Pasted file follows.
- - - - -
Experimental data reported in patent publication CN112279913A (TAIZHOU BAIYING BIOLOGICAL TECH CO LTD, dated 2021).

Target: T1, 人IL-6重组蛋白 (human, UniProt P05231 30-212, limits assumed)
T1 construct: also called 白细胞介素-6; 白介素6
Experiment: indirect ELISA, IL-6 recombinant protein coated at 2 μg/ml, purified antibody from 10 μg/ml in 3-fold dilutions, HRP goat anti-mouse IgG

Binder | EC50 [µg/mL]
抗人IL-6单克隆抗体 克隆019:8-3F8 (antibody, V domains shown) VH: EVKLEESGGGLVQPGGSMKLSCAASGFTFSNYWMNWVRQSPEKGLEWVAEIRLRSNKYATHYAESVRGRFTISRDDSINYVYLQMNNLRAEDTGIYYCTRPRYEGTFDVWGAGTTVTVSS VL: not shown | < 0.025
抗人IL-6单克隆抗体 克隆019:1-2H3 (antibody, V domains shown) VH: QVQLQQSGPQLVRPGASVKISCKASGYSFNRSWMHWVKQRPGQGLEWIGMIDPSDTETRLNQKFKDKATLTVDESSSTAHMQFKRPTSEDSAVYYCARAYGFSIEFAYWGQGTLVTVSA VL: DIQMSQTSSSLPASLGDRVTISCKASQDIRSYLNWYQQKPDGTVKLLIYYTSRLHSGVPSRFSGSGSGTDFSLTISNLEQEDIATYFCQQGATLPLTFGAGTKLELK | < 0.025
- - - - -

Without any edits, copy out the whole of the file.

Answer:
Experimental data reported in patent publication CN112279913A (TAIZHOU BAIYING BIOLOGICAL TECH CO LTD, dated 2021).

Target: T1, 人IL-6重组蛋白 (human, UniProt P05231 30-212, limits assumed)
T1 construct: also called 白细胞介素-6; 白介素6
Experiment: indirect ELISA, IL-6 recombinant protein coated at 2 μg/ml, purified antibody from 10 μg/ml in 3-fold dilutions, HRP goat anti-mouse IgG

Binder | EC50 [µg/mL]
抗人IL-6单克隆抗体 克隆019:8-3F8 (antibody, V domains shown) VH: EVKLEESGGGLVQPGGSMKLSCAASGFTFSNYWMNWVRQSPEKGLEWVAEIRLRSNKYATHYAESVRGRFTISRDDSINYVYLQMNNLRAEDTGIYYCTRPRYEGTFDVWGAGTTVTVSS VL: not shown | < 0.025
抗人IL-6单克隆抗体 克隆019:1-2H3 (antibody, V domains shown) VH: QVQLQQSGPQLVRPGASVKISCKASGYSFNRSWMHWVKQRPGQGLEWIGMIDPSDTETRLNQKFKDKATLTVDESSSTAHMQFKRPTSEDSAVYYCARAYGFSIEFAYWGQGTLVTVSA VL: DIQMSQTSSSLPASLGDRVTISCKASQDIRSYLNWYQQKPDGTVKLLIYYTSRLHSGVPSRFSGSGSGTDFSLTISNLEQEDIATYFCQQGATLPLTFGAGTKLELK | < 0.025